Monday, March 25, 2019

User Rating: 0 / 5

Star inactiveStar inactiveStar inactiveStar inactiveStar inactive

It took five years, but the Gosper County junior livestock judging team finally won the very prestigious and competitive Nebraska Classic Livestock Judging Competition in Kearney recently. The team consisted of Rianna and Sheridan Chaney, Zach Dickau and Abby Scholz.
With more than 50 of the best livestock judging kids throughout Nebraska and Colorado vying for $2,000 in prizes, it was the Junior team from Gosper County that had their best day ever. Junior competitors judged five classes of beef, two classes of hogs, two classes of sheep and one class of goats. Kids also gave three sets of orals reasons, a one-to-two minute oral presentation to a judge in a room explaining and defending their placing.
Sheridan Chaney won the contest with a score of 614 out of a possible 650. She also won beef, captured the top award in sheep and was 3rd place in swine. She tied for first place overall reasons score with a score of 138, broken with a tie breaker giving her the 2nd place award in oral reasons.
Rianna Chaney was 6th overall in the contest with a score of 578. She was 4th overall in sheep, 5th overall in oral reasons and 10th in beef.
Zach Dickau was 11th overall in the contest with a score of 566. He was 8th overall in oral reasons, 7th overall in beef and 16th in swine. Abby Scholz was 22nd in beef and 25th in oral reasons.
In addition to winning the contest, the team tied for champion reasons team, but with a tie breaker ended up reserve champion junior reasons team. They were also first place team in sheep, first in beef and 3rd place team in swine.
The Gosper County Team B of Carsen Reiners, Garrett Scholz and Whitney Dickau also had a great day. They were 9th place team in swine and 10th place team overall. We are extremely proud of all of these young people.
Carsen was 9th overall in swine, 16th in sheep, 27th in oral reasons and 32nd overall in the contest. Garrett was 18th in sheep, 24th in swine, 34th in oral reasons and 33rd in the contest. Whitney was 41st in swine.
All seven kids had attended the South Central Livestock Judging Clinic and Contest held earlier in June in Bladen. The Dickaus and Chaneys participated in the NCTA (Nebraska College of Technical Agriculture) Livestock Judging Camp in Curtis in May.
Most of the kids completed a three-day University of Nebraska-Lincoln livestock judging camp right before the Nebraska Classic Livestock competition. The Gosper County youth worked with head livestock judging coach, Brad Bennett and met most of the UNL livestock judging team members. They worked with them during the intense three-day camp, improving note taking, livestock terminology, oral reasons delivery and livestock evaluation.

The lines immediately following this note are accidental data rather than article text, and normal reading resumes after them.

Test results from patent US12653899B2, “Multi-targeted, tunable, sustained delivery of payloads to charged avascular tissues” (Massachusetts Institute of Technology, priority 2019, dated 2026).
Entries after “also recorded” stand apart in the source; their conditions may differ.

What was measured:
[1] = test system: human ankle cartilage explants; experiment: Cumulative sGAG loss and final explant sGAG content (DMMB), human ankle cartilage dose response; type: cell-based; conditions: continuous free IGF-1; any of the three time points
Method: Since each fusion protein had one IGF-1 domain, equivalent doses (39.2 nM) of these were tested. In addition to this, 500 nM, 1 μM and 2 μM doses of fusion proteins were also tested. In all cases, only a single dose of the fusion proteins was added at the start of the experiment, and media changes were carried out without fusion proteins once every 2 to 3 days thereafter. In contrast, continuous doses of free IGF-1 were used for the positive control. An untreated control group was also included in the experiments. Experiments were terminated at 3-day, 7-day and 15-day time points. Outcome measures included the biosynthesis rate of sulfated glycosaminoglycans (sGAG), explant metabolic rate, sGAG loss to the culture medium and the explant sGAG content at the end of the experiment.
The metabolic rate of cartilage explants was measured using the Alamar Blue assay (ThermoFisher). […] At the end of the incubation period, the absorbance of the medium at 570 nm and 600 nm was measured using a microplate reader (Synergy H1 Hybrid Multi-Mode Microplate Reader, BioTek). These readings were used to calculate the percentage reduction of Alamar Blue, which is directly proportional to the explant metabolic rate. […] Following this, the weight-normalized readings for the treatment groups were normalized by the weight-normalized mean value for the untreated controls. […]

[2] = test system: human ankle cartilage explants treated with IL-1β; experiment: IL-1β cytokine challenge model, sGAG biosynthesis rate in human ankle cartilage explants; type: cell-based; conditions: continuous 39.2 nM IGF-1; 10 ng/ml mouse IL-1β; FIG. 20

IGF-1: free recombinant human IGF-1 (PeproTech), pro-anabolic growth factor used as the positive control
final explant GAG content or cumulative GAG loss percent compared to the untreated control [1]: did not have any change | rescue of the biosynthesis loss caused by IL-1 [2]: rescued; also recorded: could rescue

More importantly, the kids learned that all the UNL livestock judging members started out in two-year colleges in Nebraska, Wyoming, Kansas, and Colorado on full scholarships to be on the livestock judging team. The UNL team members inspired the kids and told them that hard work does pay off.
Recently three Gosper County youth returned from judging camp at K-State in Manhattan, Kansas and worked with head livestock judging coach Chris Mullinix. “The best thing you will ever do to complement your education is livestock judging,” Mullinix told the 53 kids attending the camp from 12 states from California to Maryland.
“Livestock judging will open doors and provide opportunities,” he told the kids. “Opportunities to do what you love. I've had the opportunity to judge in 40 states and out of the country.”
Livestock judging teaches youth much more than livestock. More importantly it improves decision-making skills, cognitive thinking, ability to think fast, articulate your thoughts, defend your decisions and improves your public speaking skills.
Mullinix encouraged kids to stick with judging and practice, practice, practice. Livestock judging will lead to great opportunities in the future. “You might wake up every morning like me and go to your dream job, but it doesn't feel like work.” Mullinix added.
Going into her fifth year as head coach of the Gosper County livestock judging team, Becky Chaney said she was incredibly proud of the kids' dedication to the program.
“There are about 24 kids who are judging,” Chaney explained. “Some kids have time for eight to 10 contests per year and others one or two, but any exposure to livestock judging is a real plus.”
According to Chaney, the enthusiasm of the youngest 4-H youth is so contagious. “When I have eight-year-old boys asking me when the next judging practice is, it makes me so excited for the next crop of kids starting in the program,” Chaney said. “The future is looking bright for the Gosper County livestock judging program and I'm looking so forward to working with these kids.”